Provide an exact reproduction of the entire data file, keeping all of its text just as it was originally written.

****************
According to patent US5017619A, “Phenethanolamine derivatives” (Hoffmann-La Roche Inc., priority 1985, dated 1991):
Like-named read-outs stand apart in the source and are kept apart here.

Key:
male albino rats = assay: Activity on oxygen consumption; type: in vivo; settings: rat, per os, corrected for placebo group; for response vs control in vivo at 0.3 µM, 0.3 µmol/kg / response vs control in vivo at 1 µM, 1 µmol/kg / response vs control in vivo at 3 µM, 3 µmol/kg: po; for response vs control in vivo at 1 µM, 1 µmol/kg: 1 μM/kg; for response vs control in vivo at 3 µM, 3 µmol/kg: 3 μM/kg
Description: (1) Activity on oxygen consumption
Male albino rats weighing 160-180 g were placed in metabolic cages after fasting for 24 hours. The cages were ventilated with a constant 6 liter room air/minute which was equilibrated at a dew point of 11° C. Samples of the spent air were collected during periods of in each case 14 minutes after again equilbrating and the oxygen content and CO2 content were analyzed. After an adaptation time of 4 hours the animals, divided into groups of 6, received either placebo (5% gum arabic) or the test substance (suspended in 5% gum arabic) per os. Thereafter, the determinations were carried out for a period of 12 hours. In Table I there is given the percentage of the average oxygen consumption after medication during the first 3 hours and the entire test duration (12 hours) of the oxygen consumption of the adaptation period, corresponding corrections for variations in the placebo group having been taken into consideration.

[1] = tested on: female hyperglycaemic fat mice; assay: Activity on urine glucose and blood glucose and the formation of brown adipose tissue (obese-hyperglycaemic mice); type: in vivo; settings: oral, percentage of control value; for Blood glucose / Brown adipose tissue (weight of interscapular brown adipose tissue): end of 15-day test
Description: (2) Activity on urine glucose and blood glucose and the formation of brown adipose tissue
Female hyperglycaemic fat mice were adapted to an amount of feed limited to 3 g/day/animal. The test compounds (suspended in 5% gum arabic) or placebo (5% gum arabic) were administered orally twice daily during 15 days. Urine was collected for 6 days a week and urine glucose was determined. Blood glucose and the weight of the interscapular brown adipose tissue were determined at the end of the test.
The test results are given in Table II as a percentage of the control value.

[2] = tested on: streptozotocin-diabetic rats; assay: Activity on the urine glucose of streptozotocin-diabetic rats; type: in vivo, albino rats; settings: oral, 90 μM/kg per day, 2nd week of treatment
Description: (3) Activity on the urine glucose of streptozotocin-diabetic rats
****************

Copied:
According to patent US5017619A, “Phenethanolamine derivatives” (Hoffmann-La Roche Inc., priority 1985, dated 1991):
Like-named read-outs stand apart in the source and are kept apart here.

Key:
male albino rats = assay: Activity on oxygen consumption; type: in vivo; settings: rat, per os, corrected for placebo group; for response vs control in vivo at 0.3 µM, 0.3 µmol/kg / response vs control in vivo at 1 µM, 1 µmol/kg / response vs control in vivo at 3 µM, 3 µmol/kg: po; for response vs control in vivo at 1 µM, 1 µmol/kg: 1 μM/kg; for response vs control in vivo at 3 µM, 3 µmol/kg: 3 μM/kg
Description: (1) Activity on oxygen consumption
Male albino rats weighing 160-180 g were placed in metabolic cages after fasting for 24 hours. The cages were ventilated with a constant 6 liter room air/minute which was equilibrated at a dew point of 11° C. Samples of the spent air were collected during periods of in each case 14 minutes after again equilbrating and the oxygen content and CO2 content were analyzed. After an adaptation time of 4 hours the animals, divided into groups of 6, received either placebo (5% gum arabic) or the test substance (suspended in 5% gum arabic) per os. Thereafter, the determinations were carried out for a period of 12 hours. In Table I there is given the percentage of the average oxygen consumption after medication during the first 3 hours and the entire test duration (12 hours) of the oxygen consumption of the adaptation period, corresponding corrections for variations in the placebo group having been taken into consideration.

[1] = tested on: female hyperglycaemic fat mice; assay: Activity on urine glucose and blood glucose and the formation of brown adipose tissue (obese-hyperglycaemic mice); type: in vivo; settings: oral, percentage of control value; for Blood glucose / Brown adipose tissue (weight of interscapular brown adipose tissue): end of 15-day test
Description: (2) Activity on urine glucose and blood glucose and the formation of brown adipose tissue
Female hyperglycaemic fat mice were adapted to an amount of feed limited to 3 g/day/animal. The test compounds (suspended in 5% gum arabic) or placebo (5% gum arabic) were administered orally twice daily during 15 days. Urine was collected for 6 days a week and urine glucose was determined. Blood glucose and the weight of the interscapular brown adipose tissue were determined at the end of the test.
The test results are given in Table II as a percentage of the control value.

[2] = tested on: streptozotocin-diabetic rats; assay: Activity on the urine glucose of streptozotocin-diabetic rats; type: in vivo, albino rats; settings: oral, 90 μM/kg per day, 2nd week of treatment
Description: (3) Activity on the urine glucose of streptozotocin-diabetic rats